The indicator algorithm (most often, Custom) contains serious errors, which leads to incorrect display of signals. Some enterprising programmers even try to sell such failed “experiments”.

Too complicated calculation

Errors in the program code can be caused by a lack of understanding of complex mathematical and statistical functions. A universal algorithm is complicated to implement, so such situations often arise. The problem can be solved by analyzing the program code and qualitative testing on the price history in different trading conditions.

Do you doubt the reliability of the indicator? Want to check if there is no redrawing? Need an expert programmer to develop a custom Forex indicator? We will do it for you! Just fill in a form and get a free estimate of the price and time needed to develop the desired tool.

Invalid or intentional repainting

  • Developer fraud

This effect is intentionally included in the settlement engine. Forex repainting indicators are often offered in paid trading strategies: the developers carefully create the financial “Grail” image. Complete with an indicator or an advisor, many screenshots are offered, and even the results of backtests in the form of reports or videos, which prove that all signals are super profitable and the indicator never makes mistakes.

The “Grail” generates a signal, and then either delete or carefully redraws it to the most successful entry points. Moreover, if the users do not open real transactions, but simply observe the dynamics, they may not even notice the testimony’s falsification.

Such a “business” can be called fraud, false advertising, etc. However, the market for such software and services is not regulated and cannot be controlled by any means. So don't ever buy a pig in a poke − you will have to defend yourself (read on)!

  • Fraud broker with quotes

If you still don't know what requotes are, then you are lucky with a broker.

The second method is that the broker offers the client its own price stream. That is, it can constantly intervene − to correct or delete historical quotes. As a result, even the indicator without redrawing can show different results. Slippage and requotes lead to the platform slowing down, the price lagging, then catching up sharply, and the indicator has to make mistakes, lag, and adjust its values. By the way, on a demo account with such brokers, everything works accurately and beautifully.

How to fight? Choose a broker that you trust with your money carefully.

How to deal with repainting?

The easiest way to check is to test the price history independently, for example, through one of the Forex backtesters, such as Forex Tester or Strategy Tester in MetaTrader© 4 (5). It means that you will need at least a compiled indicator or expert advisor (*.dll, *.ex4, or *.ex5 files), after which we run several visual tests and observe. It is recommended to choose a low testing speed and several timeframes (starting with M1) so as not to miss anything.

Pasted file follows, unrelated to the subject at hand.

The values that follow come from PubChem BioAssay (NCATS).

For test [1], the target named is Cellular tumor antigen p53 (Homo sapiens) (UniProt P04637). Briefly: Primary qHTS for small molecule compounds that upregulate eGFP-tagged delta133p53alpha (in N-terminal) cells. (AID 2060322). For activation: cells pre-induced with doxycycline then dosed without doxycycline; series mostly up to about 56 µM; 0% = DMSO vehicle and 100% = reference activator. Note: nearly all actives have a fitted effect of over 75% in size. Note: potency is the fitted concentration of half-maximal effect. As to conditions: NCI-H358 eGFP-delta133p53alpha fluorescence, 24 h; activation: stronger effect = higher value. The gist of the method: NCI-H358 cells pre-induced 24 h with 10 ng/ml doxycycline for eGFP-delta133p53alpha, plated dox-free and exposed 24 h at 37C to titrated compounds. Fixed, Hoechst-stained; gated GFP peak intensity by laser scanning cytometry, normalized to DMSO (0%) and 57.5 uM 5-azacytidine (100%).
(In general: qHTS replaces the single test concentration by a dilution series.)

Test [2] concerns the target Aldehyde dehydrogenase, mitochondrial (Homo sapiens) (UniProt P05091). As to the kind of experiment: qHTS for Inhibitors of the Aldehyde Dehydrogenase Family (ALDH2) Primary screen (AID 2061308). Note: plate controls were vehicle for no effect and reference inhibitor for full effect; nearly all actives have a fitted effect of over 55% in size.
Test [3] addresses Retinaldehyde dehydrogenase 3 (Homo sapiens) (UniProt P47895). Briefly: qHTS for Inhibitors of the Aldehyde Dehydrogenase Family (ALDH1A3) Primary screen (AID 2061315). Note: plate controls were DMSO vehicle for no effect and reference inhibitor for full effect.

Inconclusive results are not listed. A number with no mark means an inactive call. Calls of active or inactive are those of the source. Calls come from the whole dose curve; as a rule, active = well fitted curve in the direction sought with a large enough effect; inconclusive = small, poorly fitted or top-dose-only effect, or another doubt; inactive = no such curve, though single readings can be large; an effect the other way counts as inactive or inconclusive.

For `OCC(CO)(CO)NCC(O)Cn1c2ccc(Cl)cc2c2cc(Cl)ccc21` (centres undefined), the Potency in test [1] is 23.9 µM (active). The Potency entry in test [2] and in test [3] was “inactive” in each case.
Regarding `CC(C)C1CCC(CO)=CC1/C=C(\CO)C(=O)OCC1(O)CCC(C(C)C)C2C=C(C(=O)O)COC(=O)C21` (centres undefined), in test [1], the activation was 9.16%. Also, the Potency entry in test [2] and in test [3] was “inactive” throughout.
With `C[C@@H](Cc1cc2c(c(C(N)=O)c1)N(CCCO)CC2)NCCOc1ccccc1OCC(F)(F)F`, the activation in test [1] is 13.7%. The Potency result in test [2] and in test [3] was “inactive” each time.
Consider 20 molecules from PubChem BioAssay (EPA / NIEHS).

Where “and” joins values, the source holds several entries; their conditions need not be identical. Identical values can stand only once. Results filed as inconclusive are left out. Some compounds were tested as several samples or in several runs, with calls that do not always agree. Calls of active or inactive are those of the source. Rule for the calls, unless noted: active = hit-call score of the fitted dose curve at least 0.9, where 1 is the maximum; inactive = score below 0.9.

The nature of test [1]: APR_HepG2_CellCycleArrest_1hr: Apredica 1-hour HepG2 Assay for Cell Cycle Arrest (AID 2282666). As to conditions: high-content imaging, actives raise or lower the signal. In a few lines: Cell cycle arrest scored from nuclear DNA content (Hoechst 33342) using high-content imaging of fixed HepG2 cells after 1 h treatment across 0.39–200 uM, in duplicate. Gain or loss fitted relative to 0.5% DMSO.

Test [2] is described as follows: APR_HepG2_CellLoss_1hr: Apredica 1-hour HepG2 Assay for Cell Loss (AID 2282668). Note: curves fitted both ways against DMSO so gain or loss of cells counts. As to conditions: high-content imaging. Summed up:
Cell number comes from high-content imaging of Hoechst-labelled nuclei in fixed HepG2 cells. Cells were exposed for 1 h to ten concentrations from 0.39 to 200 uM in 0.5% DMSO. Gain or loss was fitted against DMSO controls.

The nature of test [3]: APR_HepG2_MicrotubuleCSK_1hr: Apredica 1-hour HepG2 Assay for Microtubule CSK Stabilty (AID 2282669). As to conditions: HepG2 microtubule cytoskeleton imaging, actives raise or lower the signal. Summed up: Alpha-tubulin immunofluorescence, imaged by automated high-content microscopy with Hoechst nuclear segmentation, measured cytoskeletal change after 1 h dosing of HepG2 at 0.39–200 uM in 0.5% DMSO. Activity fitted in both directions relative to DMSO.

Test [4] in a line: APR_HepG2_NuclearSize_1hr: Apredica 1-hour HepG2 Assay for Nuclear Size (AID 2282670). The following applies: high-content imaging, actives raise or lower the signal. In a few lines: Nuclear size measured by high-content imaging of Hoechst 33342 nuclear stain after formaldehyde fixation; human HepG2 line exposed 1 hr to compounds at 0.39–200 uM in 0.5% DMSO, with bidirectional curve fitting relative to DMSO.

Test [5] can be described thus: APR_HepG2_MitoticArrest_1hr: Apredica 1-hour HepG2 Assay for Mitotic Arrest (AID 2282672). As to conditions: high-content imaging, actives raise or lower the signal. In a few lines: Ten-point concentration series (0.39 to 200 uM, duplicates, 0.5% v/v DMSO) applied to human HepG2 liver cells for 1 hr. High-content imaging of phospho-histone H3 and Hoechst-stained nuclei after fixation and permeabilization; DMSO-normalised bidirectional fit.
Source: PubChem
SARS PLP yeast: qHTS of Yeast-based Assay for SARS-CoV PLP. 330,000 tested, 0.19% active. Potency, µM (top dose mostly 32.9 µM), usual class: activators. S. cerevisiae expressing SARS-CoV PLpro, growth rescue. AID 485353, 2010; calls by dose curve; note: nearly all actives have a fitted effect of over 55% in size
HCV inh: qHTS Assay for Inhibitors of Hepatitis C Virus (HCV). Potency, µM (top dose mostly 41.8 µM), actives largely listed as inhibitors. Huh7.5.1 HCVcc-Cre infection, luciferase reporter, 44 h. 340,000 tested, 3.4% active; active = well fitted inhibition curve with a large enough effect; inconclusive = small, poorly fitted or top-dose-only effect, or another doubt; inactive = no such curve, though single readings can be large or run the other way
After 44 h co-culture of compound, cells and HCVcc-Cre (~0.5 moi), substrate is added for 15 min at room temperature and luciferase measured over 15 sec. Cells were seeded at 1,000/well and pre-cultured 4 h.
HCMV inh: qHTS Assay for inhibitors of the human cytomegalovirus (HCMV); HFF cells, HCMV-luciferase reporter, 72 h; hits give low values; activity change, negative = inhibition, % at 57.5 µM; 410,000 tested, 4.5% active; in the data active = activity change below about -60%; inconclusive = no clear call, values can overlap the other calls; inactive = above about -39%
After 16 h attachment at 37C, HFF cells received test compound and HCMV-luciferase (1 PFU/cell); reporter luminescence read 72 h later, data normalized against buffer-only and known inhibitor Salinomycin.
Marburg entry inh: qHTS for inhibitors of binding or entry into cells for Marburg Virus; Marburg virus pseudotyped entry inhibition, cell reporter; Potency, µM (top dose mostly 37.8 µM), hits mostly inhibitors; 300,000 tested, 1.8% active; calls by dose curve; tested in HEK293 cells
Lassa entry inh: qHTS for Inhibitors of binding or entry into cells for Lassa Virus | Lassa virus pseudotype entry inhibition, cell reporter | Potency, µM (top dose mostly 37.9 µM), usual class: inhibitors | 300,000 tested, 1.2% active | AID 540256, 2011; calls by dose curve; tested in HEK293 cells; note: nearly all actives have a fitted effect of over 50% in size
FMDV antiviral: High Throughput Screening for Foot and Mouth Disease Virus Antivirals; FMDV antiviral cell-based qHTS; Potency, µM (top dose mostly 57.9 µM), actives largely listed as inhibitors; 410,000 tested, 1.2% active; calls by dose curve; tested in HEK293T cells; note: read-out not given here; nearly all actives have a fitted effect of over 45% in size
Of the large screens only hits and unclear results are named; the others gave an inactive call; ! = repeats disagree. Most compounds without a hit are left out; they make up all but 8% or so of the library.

If the developer refuses to provide an indicator for testing, then ask directly whether the indicator is redrawn or not. And ask where you can see the real backtest. The chances of getting an honest answer are minimal, and in this case, it is better not to work with such a tool.

Sometimes special protection against testing is built into the program code: externally, the test is executed normally, but redraw situations are deliberately ignored. In this case, you can put it on a small real account and watch it. Yet we believe that it is better to refuse to use such an indicator.

If you have personal programming experience and the indicator source code, you can try to get rid of redrawing. Still, will its signals be accurate after such an adjustment? You'll have to retest.

What is the result?

The bottom line is there is no perfect indicator − if everyone makes the right decision, there will be no financial market. Of course, non-redrawing indicators cause fewer problems, but their signals are necessarily delayed.

In any case, each indicator that you plan to use in your trading system must be checked for repainting by all available methods. Demand full disclosure from the developer. Observe the behaviour of the indicator on real prices. Checking through the strategy tester is a must.

Otherwise, get ready for losses.

You are free in your final choice and let it be the right one!